“Compliant means it works; I code it into the GSA spec, but until I go and get it certified, my version of compliant may not be exactly the same version of someone else’s,” explained Walt Eisele, vice president technology, Bally Technologies, at last month’s Global Gaming Expo (G2E). “Certification gives me that warm fuzzy that now I can indeed plug in with some level of confidence that my interpretation of the GSA specification and another vendor’s are the same since we were both certified by a third party that runs through a number of test scripts and suites and ensures that the products work as prescribed in the GSA protocol.”

Interoperability was discussed in many different settings at G2E. The process is complex and not without its difficulties, but so is the present reality operators face as they try to integrate exciting new technologies into their slot floors only to find one roadblock after another.

“We brought in the products of several vendors and one thing I find interesting is there’s a port on a lot of these new games that has G2S protocol built into it,” said Peter Caster, director of application development, gaming systems, Foxwoods Resort Casino. “GSA wants to open up everything so you’re not glued to one technology in one venue for things like this, but what I’m finding is vendors will create a product that works on their machine but no one else’s machine. What we’re doing is moving a serial proprietary solution to an Ethernet proprietary solution. That’s not all vendors, just some vendors doing this. And while they’ll open up the communication from their server to the game, their server itself is either cut off from the network, or can’t be networked, or they won’t support it if it’s networked, or it’s sitting out on a floor where you can’t network it. To me that completely negates any benefit I get from doing something fancy at the machine like PIN access.”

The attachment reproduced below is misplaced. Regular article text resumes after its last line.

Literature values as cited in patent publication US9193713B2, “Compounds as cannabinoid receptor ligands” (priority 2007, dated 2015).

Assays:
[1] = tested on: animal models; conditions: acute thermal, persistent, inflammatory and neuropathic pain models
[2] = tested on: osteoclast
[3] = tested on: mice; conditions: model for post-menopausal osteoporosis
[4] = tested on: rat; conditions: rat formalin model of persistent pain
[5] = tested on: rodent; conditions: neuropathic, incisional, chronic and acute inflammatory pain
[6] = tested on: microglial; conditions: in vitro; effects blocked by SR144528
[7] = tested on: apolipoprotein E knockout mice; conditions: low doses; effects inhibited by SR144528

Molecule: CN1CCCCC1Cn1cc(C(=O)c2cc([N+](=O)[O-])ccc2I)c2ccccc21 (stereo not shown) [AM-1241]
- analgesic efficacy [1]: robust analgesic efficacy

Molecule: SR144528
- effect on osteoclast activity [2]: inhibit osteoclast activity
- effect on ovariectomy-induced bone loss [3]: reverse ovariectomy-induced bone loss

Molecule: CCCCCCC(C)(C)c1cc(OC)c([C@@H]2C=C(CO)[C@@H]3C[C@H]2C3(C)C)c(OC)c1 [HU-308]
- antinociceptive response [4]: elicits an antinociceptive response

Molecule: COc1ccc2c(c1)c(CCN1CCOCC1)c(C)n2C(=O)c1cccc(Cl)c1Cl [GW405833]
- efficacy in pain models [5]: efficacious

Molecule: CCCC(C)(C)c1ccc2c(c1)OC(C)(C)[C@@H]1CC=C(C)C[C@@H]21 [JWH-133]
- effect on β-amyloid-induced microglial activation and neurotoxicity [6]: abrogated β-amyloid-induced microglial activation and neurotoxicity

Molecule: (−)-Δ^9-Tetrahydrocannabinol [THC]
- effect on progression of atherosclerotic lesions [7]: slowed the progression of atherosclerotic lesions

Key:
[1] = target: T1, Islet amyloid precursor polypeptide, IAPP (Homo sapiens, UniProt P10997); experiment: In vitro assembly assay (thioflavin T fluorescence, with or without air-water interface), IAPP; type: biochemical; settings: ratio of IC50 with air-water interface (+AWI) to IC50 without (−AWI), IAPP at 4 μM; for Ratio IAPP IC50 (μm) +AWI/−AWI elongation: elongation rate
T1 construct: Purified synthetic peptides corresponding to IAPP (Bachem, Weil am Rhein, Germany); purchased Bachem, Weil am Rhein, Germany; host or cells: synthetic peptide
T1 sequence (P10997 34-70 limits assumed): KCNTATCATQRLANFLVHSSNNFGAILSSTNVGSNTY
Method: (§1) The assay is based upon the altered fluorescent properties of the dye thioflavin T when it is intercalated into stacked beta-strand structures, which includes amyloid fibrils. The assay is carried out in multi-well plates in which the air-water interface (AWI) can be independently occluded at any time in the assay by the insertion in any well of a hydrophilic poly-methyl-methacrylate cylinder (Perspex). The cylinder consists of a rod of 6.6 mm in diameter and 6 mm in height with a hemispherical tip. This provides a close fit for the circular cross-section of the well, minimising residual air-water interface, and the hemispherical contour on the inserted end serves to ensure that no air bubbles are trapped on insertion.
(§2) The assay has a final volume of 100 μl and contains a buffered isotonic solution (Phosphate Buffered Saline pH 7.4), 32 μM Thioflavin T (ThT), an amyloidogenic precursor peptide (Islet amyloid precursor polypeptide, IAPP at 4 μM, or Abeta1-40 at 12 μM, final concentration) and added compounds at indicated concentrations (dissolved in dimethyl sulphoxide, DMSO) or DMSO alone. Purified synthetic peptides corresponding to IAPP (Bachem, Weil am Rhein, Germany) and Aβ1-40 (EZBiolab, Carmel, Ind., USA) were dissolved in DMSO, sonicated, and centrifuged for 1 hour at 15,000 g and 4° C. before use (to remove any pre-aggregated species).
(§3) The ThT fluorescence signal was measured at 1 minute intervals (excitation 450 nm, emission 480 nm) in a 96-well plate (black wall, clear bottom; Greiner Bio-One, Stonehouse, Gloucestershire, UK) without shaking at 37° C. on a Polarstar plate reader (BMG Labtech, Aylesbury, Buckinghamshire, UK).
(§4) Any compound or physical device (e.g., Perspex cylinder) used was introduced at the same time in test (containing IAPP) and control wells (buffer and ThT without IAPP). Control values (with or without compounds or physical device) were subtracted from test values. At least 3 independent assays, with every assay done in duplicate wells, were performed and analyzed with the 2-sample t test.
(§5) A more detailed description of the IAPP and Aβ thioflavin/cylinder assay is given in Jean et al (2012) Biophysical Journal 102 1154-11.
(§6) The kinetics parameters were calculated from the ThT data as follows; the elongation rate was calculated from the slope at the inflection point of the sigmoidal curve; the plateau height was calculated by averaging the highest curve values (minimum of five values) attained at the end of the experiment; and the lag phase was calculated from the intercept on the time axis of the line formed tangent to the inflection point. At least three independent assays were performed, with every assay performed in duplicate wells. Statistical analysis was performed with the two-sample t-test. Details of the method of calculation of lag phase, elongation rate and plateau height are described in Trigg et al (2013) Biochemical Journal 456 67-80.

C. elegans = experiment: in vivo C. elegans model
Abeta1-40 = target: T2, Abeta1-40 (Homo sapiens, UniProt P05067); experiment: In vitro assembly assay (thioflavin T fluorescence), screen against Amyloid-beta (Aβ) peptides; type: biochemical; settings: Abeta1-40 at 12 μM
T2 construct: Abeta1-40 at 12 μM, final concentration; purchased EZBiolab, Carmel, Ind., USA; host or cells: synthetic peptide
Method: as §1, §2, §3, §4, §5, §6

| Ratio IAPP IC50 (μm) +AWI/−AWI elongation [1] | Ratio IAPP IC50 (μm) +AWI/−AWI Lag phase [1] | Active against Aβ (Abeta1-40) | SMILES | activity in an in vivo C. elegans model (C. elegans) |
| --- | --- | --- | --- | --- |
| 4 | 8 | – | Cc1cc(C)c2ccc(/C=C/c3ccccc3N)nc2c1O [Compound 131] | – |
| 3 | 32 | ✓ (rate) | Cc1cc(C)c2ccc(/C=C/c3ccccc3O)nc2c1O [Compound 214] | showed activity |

David Patent, chief operating officer, Rush Street Gaming, sounded a similar note. “We first started having conversations about server-based gaming in 2002,” he said. “By 2007, it was all Wall Street wanted to talk about. By 2009, everybody was going to be on server-based and, here we are, we’re not even close. It will happen when you have interoperability between the manufacturers. Right now, you can’t have all of your games operate on a single system where you can easily do whatever you want on your floor. Who would want to have three different systems to do that? The expense can’t be justified.”

If it were one world, the industry would probably be closer to one wire. But the balkanized and highly-regulated global gaming industry, which is minuscule in terms of sales potential compared with conventional, mass-market industries whose suppliers are free to sell to everyone under the sun, does not often lend itself to commercially unified solutions.

“I’ve been at the center of interoperability and the challenges of what it takes to get multiple companies, all that have different IP that they need to protect to make sure that those assets best generate returns for their shareholders,” said Jacob Lanning, vice president of CRM, The Cosmopolitan. “They also have different and distinct business strategies that often times don’t align with what the end-consumer is really looking to do. It poses challenges to us as operators because everybody knows as they look at their network infrastructure that adding an additional port per game has a real cost to it. It’s more switching gear. In some cases it can be more physical wire, and that can get really expensive very quickly. But at the same time, if we want certain features, you’ve got to pay for it somehow. And, more than likely, you’re not going to be able to pony up enough money to be able to convince an individual vendor that they should converge to the solution that you want.”